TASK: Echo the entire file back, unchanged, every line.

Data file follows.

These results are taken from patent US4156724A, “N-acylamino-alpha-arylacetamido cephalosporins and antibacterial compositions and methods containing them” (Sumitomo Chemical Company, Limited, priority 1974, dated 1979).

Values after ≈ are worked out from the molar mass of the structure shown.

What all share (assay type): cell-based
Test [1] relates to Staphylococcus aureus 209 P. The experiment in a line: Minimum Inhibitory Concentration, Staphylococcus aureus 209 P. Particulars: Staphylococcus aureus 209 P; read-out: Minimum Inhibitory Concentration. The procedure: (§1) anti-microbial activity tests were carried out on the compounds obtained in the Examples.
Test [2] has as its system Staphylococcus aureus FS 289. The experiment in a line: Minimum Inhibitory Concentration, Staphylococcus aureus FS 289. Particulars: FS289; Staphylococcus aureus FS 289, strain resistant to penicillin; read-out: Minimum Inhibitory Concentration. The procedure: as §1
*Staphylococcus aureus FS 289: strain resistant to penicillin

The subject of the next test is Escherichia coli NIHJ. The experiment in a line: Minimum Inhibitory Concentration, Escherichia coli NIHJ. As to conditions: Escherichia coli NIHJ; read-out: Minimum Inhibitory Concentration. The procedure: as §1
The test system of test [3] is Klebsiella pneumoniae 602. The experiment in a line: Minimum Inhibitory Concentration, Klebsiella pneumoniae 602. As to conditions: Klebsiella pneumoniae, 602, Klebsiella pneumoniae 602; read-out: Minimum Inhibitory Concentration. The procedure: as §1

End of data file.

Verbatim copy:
These results are taken from patent US4156724A, “N-acylamino-alpha-arylacetamido cephalosporins and antibacterial compositions and methods containing them” (Sumitomo Chemical Company, Limited, priority 1974, dated 1979).

Values after ≈ are worked out from the molar mass of the structure shown.

What all share (assay type): cell-based
Test [1] relates to Staphylococcus aureus 209 P. The experiment in a line: Minimum Inhibitory Concentration, Staphylococcus aureus 209 P. Particulars: Staphylococcus aureus 209 P; read-out: Minimum Inhibitory Concentration. The procedure: (§1) anti-microbial activity tests were carried out on the compounds obtained in the Examples.
Test [2] has as its system Staphylococcus aureus FS 289. The experiment in a line: Minimum Inhibitory Concentration, Staphylococcus aureus FS 289. Particulars: FS289; Staphylococcus aureus FS 289, strain resistant to penicillin; read-out: Minimum Inhibitory Concentration. The procedure: as §1
*Staphylococcus aureus FS 289: strain resistant to penicillin

The subject of the next test is Escherichia coli NIHJ. The experiment in a line: Minimum Inhibitory Concentration, Escherichia coli NIHJ. As to conditions: Escherichia coli NIHJ; read-out: Minimum Inhibitory Concentration. The procedure: as §1
The test system of test [3] is Klebsiella pneumoniae 602. The experiment in a line: Minimum Inhibitory Concentration, Klebsiella pneumoniae 602. As to conditions: Klebsiella pneumoniae, 602, Klebsiella pneumoniae 602; read-out: Minimum Inhibitory Concentration. The procedure: as §1